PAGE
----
After Archbishop Salvatore Cordileone announced on Friday that Speaker of the House Nancy Pelosi can not receive Holy Communion in the Archdiocese of San Francisco, Catholics and non-Catholics have had a lot of questions about what exactly that means, and what could happen now.
The Pillar knows what’s up:
What exactly did Archbishop Cordileone announce last week?
On May 20, Cordileone, the archbishop of San Francisco, announced that U.S. Speaker of the House Nancy Pelosi would not be admitted to Holy Communion in the San Francisco archdiocese.
The archbishop invoked canon 915 of the Code of Canon Law, which says that Catholics “obstinately persevering in manifest grave sin are not to be admitted to Holy Communion.”
Cordileone wrote that a “Catholic legislator who supports procured abortion, after knowing the teaching of the Church, commits a manifestly grave sin which is a cause of most serious scandal to others.”
In a May 19 text, the archbishop said that Pelosi had refused to meet or speak with him after she “vowed,” in September 2021, “to codify the Supreme Court’s Roe v. Wade decision in federal law.”
The same text said that Cordileone had instructed Pelosi last month to “publicly repudiate your advocacy for abortion ‘rights’ or else refrain from referring to your Catholic faith in public and receiving Holy Communion.”
Because she did not do either of those things, the archbishop announced last week that Pelosi is “not to be admitted to Holy Communion, until such time as you publicly repudiate your advocacy for the legitimacy of abortion and confess and receive absolution of this grave sin in the sacrament of Penance.”
The instruction had two sets of intended recipients. First, Pelosi herself. Second, the priests, deacons, and extraordinary ministers of the Eucharist in the San Francisco archdiocese, who would be responsible not to administer the Eucharist to Pelosi if she attempted to receive it.
So the archbishop excommunicated Speaker Pelosi?
Nope. Excommunication is a formal and defined penalty in the Church, which does prohibit a Catholic from receiving Holy Communion, but has other implications too: it prohibits a person from exercising certain offices or responsibilities in the Church, for example.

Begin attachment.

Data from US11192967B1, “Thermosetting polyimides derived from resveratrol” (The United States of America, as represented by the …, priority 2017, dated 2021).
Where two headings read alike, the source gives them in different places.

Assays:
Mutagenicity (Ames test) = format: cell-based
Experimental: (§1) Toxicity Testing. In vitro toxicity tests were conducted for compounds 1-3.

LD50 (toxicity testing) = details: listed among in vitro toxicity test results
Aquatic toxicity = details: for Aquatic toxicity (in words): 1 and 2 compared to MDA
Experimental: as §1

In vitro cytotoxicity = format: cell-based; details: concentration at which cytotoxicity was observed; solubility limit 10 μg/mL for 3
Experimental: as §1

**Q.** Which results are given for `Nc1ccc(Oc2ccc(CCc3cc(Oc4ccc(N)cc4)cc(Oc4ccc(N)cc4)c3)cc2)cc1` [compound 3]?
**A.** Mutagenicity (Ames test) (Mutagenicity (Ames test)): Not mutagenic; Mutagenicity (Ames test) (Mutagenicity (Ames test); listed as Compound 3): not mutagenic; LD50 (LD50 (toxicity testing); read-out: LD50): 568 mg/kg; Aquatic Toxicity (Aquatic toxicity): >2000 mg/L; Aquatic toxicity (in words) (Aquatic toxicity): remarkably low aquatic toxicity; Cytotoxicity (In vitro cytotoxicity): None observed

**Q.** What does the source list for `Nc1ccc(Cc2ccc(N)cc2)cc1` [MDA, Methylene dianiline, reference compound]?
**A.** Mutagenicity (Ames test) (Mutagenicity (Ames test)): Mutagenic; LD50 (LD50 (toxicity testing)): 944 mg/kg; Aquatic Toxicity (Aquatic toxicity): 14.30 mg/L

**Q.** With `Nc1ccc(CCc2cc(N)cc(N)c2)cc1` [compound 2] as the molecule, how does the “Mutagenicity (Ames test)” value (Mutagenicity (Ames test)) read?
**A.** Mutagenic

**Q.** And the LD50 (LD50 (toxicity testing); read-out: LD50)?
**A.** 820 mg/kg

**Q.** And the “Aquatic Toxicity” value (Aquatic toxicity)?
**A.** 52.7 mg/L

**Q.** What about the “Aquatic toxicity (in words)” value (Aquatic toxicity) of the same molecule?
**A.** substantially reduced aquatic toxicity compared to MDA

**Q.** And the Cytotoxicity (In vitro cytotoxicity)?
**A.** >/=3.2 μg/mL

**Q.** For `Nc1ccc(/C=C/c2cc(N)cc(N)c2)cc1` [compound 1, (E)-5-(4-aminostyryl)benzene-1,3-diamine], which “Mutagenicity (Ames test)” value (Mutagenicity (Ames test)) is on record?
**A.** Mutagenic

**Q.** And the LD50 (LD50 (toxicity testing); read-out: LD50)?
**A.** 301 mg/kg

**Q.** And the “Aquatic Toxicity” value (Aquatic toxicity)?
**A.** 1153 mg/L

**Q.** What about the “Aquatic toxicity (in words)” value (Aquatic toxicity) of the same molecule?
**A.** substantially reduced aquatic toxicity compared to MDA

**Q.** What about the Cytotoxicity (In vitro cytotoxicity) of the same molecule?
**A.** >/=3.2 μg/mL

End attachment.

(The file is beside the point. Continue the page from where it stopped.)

While an excommunication is the consequence of committing a canonical crime, called a delict, Cordileone’s decision is the result of a public pattern of behavior he called sinful, namely advocacy for the legal protection or federal funding of abortion.
Abortion is a canonical crime, and the penalty for it is an excommunication. But the canonical crime of abortion pertains to people involved in procuring or conducting a particular, specific abortion, and not with — as a lawmaker would do — setting the conditions by which that abortion would happen.
There are some canon lawyers who argue that a pro-choice Catholic politician might be excommunicated because of the canonical crime of heresy — if the politician consistently denies the Church’s teaching on the sanctity of human life. But that idea has not been actually tried, and was not the approach Cordileone took last week.
It sounds like that “manifest grave sin” thing could apply to other political advocacy too, right?
Sure. A Catholic politician working for for legal protection of euthanasia, for example, or torture, or unjust executions, or the redefinition of marriage, could be found by his bishop to be “obstinately persevering in manifest grave sin,” and be prohibited from Holy Communion.
Of course, the specifics of each situation need to be meted out with a careful study of the relevant doctrinal issues and the specific proposals in play, but the political applications of canon 915 are not limited to abortion.